Liquid blood, urine found inside prehistoric 42,000-year-old foal
VERKHOYANSK, Russia – Russian researchers have found liquid blood and urine inside the frozen carcass of a foal that died 42,000 years ago in Siberia’s Verkhoyansk region.
The animal’s body fluids were extracted during an autopsy and tested in the hope of cloning the extinct species, according to Semyon Grigoriev, director of the Mammoth Museum at Northeastern Federal University (NEFU) in Yakutsk.
Mammoth tusk hunters discovered the ancient foal embedded in the permafrost of the massive Batagaika crater during the summer of 2018, on a day when the temperature had plummeted to -67.8 degrees Celsius (-90 degrees Fahrenheit).
Grigoriev told CNN via email the foal appeared to have been just two weeks old when it died, likely by drowning in mud which then became part of the permafrost.
“An autopsy showed the foal carcass was extremely well-preserved, the body even without deformation,” he added. “The hair cover also preserved most parts of the carcass, especially at the head and legs.”
The preservation of the animal’s fur was extremely rare, Grigoriev said, before adding, “Now we can say what color was the wool of the extinct horses of the Pleistocene era.”
The discovery of liquid blood and urine is rarer still. Grigoriev said he was aware of only one other case where liquid blood was found in an animal from the Pleistocene epoch, which lasted from around 2.6 million years ago until about 11,700 years ago. That was in the frozen carcass of an adult mammoth discovered by Grigoriev’s team in May 2013 at Little Lyakhovsky Island off the northeast coast of Russia.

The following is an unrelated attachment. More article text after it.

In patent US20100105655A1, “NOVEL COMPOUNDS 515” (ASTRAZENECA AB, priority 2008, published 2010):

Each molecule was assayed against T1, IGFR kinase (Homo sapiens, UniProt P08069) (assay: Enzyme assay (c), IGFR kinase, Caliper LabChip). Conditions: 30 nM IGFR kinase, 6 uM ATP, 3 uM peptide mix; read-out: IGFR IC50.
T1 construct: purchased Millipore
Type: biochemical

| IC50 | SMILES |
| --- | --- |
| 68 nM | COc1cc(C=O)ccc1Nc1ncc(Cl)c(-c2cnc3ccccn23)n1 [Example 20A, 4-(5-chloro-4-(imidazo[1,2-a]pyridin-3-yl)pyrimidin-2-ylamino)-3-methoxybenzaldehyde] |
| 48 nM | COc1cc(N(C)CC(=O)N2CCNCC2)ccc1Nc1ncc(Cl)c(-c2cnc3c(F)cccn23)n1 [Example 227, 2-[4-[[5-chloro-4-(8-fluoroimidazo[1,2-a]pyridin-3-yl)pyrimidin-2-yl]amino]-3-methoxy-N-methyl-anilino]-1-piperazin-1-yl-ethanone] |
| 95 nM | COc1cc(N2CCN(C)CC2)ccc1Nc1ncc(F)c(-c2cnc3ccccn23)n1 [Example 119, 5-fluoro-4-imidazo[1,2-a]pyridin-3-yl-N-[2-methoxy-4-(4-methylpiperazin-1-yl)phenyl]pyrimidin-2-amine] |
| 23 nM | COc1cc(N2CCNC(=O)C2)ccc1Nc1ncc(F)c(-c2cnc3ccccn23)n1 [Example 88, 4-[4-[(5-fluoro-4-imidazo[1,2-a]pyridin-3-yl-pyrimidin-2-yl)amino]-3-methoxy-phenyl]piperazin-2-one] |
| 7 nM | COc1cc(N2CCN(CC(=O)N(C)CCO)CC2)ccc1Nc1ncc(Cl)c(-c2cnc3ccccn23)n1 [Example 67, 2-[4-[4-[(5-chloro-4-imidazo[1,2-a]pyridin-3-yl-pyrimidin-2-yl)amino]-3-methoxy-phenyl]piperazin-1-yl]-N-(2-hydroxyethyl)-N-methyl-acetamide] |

“As a rule, the blood coagulates or even turns to powder in the ancient remains of animals of the ice age, even if the carcass is preserved seems to be well,” Grigoriev explained. “This is due to mummification when moisture and other biological fluids gradually evaporate over thousands of years, even if the remains are in the permafrost. The remains are preserved best if they are in the ice, as it was with our mammoth.”
Grigoriev said NEFU specialists were working with experts from the controversial South Korean Sooam Biotech Research Foundation in an effort to cultivate the foal’s cells for cloning, though he was pessimistic about their chances.
Sooam is led by scientist Hwang Woo-suk, who claimed in 2004 he had successfully cloned human embryonic stem cells before admitting he had faked his findings.
“I think that even the unique preservation [of] blood is absolutely hopeless for cloning purposes since the main blood cells – the red blood cells or erythrocytes – do not have nuclei with DNA,” Grigoriev said. “We [are] trying to find intact cells in muscle tissue and internal organs that are also very well-preserved.”
The ancient horse will be exhibited across Japan from June to September 2020 as part of The Mammoth exhibition.